March 15th, 2018

The Horse Heist from Claiborne Farm

The Story of Fanfreluche

 

Fanfreluche with colt by Secretariat | Photo from Keeneland Library Featherston Collection

This foaling season marks the 40th anniversary of a happy conclusion to one of the most bizarre stories in the history of Claiborne Farm.

In June 1977, Fanfreluche, the 1970 Canadian Horse of the Year, was grazing in her paddock, safely in foal to Secretariat. Plans called for her to return to her owner in Canada, but before that could happen, she was kidnapped from Claiborne.

 

The Kentucky State Police and the FBI worked together on the case, and a $25,000 reward was offered, but no one knew what had happened to the champion racemare, who was valued at $500,000.

News of her disappearance spread far and wide, and her story would later appear in countless publications, including the New York Times and Sports Illustrated.

While investigators fielded tips for months, it turns out Fanfreluche was living a pretty quiet life about 150 miles away from Claiborne in Tompkinsville. One summer morning, Larry McPherson had found the mare standing in the road in front of his farm. He took her in, expecting her owners to come looking for their missing livestock.

Of course, McPherson had no idea who the mare really was.  As the days passed and no one claimed her, she was given the name Brandy and treated like the other horses on the farm. This included giving rides around the property to friends and family.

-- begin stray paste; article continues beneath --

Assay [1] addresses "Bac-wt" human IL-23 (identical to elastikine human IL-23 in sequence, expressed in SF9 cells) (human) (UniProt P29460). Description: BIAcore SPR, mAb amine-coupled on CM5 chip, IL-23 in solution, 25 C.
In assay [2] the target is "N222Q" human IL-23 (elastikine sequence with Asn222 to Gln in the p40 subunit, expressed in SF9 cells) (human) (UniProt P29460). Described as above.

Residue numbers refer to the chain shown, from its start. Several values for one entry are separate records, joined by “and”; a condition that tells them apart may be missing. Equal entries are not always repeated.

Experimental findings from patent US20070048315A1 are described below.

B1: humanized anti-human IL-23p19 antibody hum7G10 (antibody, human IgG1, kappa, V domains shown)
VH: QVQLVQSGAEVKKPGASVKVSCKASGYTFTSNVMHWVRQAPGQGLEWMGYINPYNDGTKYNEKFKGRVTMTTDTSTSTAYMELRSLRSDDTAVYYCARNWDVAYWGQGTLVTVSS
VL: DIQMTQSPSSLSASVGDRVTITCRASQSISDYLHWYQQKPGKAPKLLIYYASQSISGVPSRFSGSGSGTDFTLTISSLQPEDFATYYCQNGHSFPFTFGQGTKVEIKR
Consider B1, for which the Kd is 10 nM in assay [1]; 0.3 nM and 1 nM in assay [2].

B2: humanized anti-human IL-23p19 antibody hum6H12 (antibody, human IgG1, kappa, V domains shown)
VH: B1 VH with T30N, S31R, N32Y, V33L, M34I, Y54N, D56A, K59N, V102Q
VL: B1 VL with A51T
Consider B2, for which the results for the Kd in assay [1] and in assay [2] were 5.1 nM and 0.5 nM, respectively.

That December, someone finally showed up looking for her—the FBI. Acting on a tip, they checked Brandy’s lip tattoo and confirmed it was indeed actually Fanfreluche.

Sent back to Claiborne, Fanfreluche was deemed none the worse for wear, and it was confirmed she was still in foal. On Feb. 16, 1978, she delivered a healthy bay colt. He was later named Sain Et Sauf, which is French for Safe and Sound.

Fanfreluche had a long and productive life before passing away in 1999 at the age of 32.  She is a member of the Canadian Horse Racing Hall of Fame and also won the Sovereign Award for outstanding broodmare.

 

Although Sain Et Sauf had a rather unremarkable racing career, Fanfreluche produced champions L’Enjoleur, La Voyageuse, and Medaille d’Or, and she is found in the pedigrees of champion sires Flying Spur and Encosta de Lago, among others.

Not surprisingly, her influence can still be seen to this day.  For example, she is also the fourth dam of Australian multiple Group 1 winner Russian Revolution, who was recently retired after winning the Ladbrokes Oakleigh Plate (G1) in his final career start.

 

Fanfreluche with the couple who recovered her in 1977 | Photo from Keeneland Library Featherston Collection
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